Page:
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Mr. Jonathan David Ostry and Jun I. Kim
Noting that the aftermath of the global financial crisis has left many advanced economies with very high sovereign debt ratios and some emerging markets with high debt, this report considers whether there are ways to expand fiscal space that do not involve countries paying down debt or promising to do so in the future, to make fiscal consolidation more growth-friendly. It explains that policymakers argue that their fiscal space is limited and that it would be difficult to take advantage of the opportunity of low interest rates to undertake fiscal expansion, and it considers a ways to raise fiscal space that does not require contractionary fiscal policy and whether there is a way to make fiscal consolidation more growth-friendly to produce larger gains in fiscal space. It argues that debt management policies may provide an answer to expanding fiscal space for a given path of primary fiscal balances by reducing the risk that a sovereign may default in bad states and generate a payoff in terms of reduced to real borrowing costs. It describes two debt management policies: issuance of GDP-linked debt and issuance of longer maturity bonds, as opposed to short-term debt. It focuses on the effect of these debt management policies on real borrowing costs and default risk for the sovereign and details the literature on GDP-linked debt and the maturity structure and how the report fills gaps in the literature; how uncertainty affects fiscal space and how debt management can play a role in increasing it, with estimates and simulations of potential gains in fiscal space flowing from debt management; and the sensitivity of the findings to underlying assumptions and policy implications.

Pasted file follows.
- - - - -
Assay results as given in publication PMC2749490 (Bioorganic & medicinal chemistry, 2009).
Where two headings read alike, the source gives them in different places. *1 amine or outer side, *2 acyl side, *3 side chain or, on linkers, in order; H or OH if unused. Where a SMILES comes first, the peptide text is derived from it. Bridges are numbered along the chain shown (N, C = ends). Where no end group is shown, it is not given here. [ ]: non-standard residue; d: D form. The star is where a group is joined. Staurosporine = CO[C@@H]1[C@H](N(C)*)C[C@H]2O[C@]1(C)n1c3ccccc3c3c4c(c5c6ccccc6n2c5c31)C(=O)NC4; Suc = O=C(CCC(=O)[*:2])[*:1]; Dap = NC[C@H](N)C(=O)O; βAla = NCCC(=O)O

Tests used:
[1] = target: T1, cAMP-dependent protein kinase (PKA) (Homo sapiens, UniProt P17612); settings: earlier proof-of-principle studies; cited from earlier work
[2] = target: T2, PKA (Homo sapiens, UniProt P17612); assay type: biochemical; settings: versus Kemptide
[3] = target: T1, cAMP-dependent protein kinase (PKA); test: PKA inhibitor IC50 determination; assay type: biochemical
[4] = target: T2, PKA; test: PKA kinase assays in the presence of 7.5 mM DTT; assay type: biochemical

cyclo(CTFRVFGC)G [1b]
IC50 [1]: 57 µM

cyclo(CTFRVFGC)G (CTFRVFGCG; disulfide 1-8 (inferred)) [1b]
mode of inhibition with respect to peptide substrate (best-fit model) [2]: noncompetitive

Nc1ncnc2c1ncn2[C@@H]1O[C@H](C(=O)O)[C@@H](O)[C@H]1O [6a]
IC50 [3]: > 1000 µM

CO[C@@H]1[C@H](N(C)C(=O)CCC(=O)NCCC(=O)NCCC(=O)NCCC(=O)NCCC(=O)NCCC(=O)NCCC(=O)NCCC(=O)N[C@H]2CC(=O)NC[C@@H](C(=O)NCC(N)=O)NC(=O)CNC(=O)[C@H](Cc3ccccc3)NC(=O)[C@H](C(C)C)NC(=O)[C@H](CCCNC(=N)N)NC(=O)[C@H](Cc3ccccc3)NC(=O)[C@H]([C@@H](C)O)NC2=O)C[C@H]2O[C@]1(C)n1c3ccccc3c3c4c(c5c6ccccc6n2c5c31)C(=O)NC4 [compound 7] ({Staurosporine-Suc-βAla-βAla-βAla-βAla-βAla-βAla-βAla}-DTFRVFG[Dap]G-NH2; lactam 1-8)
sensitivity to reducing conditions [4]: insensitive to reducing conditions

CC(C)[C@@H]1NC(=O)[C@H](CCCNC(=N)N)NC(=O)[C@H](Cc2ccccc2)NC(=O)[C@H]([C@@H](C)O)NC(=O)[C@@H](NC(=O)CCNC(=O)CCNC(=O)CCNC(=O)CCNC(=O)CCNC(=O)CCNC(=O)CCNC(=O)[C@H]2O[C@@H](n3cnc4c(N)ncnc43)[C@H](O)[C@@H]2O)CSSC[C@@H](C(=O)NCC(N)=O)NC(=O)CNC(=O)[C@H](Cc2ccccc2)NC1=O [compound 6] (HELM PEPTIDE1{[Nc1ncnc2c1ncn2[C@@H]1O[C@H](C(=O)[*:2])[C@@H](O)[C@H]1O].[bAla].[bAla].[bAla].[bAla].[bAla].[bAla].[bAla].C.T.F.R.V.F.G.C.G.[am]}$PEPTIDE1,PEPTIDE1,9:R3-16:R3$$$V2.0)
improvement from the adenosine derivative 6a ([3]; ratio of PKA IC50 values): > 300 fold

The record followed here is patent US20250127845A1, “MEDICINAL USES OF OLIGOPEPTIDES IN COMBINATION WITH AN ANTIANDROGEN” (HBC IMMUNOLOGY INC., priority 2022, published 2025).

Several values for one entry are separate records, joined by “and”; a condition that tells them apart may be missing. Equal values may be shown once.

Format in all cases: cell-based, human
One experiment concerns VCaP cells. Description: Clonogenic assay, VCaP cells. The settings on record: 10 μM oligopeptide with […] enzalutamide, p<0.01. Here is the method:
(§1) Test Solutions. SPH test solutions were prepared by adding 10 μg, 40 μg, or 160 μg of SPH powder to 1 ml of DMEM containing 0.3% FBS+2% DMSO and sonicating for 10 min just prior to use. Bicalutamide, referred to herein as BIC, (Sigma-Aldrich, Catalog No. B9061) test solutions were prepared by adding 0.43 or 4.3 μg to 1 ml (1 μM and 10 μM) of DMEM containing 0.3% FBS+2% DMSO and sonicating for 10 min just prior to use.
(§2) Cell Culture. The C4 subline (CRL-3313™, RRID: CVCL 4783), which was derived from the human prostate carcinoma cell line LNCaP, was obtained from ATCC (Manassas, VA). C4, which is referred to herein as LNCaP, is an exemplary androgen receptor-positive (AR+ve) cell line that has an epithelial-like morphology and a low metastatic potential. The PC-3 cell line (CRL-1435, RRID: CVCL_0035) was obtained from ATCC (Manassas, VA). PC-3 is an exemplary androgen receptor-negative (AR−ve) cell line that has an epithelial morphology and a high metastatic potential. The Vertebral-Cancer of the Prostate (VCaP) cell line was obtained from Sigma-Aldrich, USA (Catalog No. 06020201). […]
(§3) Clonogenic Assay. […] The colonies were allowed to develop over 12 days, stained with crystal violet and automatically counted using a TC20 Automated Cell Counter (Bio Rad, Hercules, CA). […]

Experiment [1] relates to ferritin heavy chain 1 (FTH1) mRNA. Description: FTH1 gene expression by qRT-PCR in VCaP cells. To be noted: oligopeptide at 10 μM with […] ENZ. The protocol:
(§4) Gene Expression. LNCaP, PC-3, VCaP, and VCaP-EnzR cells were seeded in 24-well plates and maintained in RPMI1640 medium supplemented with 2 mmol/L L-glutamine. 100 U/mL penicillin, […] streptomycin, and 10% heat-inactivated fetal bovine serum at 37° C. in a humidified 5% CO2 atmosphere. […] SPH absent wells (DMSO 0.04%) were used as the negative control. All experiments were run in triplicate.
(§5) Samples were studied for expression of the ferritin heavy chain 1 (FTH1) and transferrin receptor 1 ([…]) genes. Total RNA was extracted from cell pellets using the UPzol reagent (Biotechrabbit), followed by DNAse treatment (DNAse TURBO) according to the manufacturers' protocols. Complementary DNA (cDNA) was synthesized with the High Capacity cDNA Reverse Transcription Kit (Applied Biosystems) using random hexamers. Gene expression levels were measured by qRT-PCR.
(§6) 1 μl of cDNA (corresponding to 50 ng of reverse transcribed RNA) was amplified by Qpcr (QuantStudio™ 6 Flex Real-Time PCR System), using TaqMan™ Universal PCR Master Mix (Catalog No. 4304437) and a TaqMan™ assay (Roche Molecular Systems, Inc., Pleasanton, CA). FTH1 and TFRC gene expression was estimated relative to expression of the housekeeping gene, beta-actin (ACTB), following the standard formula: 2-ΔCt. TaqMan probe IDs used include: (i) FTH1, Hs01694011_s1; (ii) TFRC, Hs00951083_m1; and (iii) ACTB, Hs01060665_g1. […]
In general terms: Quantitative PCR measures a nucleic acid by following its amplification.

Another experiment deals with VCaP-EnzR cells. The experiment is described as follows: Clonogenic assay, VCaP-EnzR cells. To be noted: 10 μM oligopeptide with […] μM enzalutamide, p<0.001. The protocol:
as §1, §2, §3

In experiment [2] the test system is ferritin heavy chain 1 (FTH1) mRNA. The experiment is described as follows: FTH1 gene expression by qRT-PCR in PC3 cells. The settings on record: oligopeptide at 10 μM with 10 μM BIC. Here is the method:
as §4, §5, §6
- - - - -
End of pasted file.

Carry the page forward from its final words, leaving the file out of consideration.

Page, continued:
Jun I. Kim, Jonathan D. Ostry, and Mr. Maurice Obstfeld

-friendly—producing larger gains in fiscal space for a given path of consolidation? One way involves reducing the risk that the sovereign might default for a given path of primary fiscal balances . Lower default risk would generate a payoff in terms of reduced real debt service costs, buttressing fiscal space (a tangible benefit for all segments of the IMF’s membership—advanced, emerging, and developing). This paper explores the role of two debt management policies: issuance of state-contingent debt, and specifically GDP-linked debt; and issuance of longer-maturity debt, as opposed to

Charles Cohen, S. M. Ali Abbas, Anthony Myrvin, Tom Best, Mr. Peter Breuer, Hui Miao, Ms. Alla Myrvoda, and Eriko Togo

.” Washington, DC . International Monetary Fund (IMF) . 2017 . “ State-Contingent Debt Instruments for Sovereigns .” Board Paper , Washington, DC . Kim , J. I. , and J. D. Ostry . 2018 . “ Boosting Fiscal Space: The Roles of GDP-Linked Debt and Longer Maturities .” IMF Research Department Paper No.18/04 , Washington, DC . Miyajima , K . 2006 . “ How to Evaluate GDP-Linked Warrants: Price and Repayment Capacity .” IMF Working Paper WP/06/85 , International Monetary Fund , Washington, DC . Moody’s Investors Service . 2018 . “ Sovereign

Charles Cohen, S. M. Ali Abbas, Anthony Myrvin, Tom Best, Mr. Peter Breuer, Hui Miao, Ms. Alla Myrvoda, and Eriko Togo
The COVID-19 crisis may lead to a series of costly and inefficient sovereign debt restructurings. Any such restructurings will likely take place during a period of great economic uncertainty, which may lead to protracted negotiations between creditors and debtors over recovery values, and potentially even relapses into default post-restructuring. State-contingent debt instruments (SCDIs) could play an important role in improving the outcomes of these restructurings.
Charles Cohen, S. M. Ali Abbas, Anthony Myrvin, Tom Best, Mr. Peter Breuer, Hui Miao, Ms. Alla Myrvoda, and Eriko Togo
Mr. Jonathan David Ostry and Jun I. Kim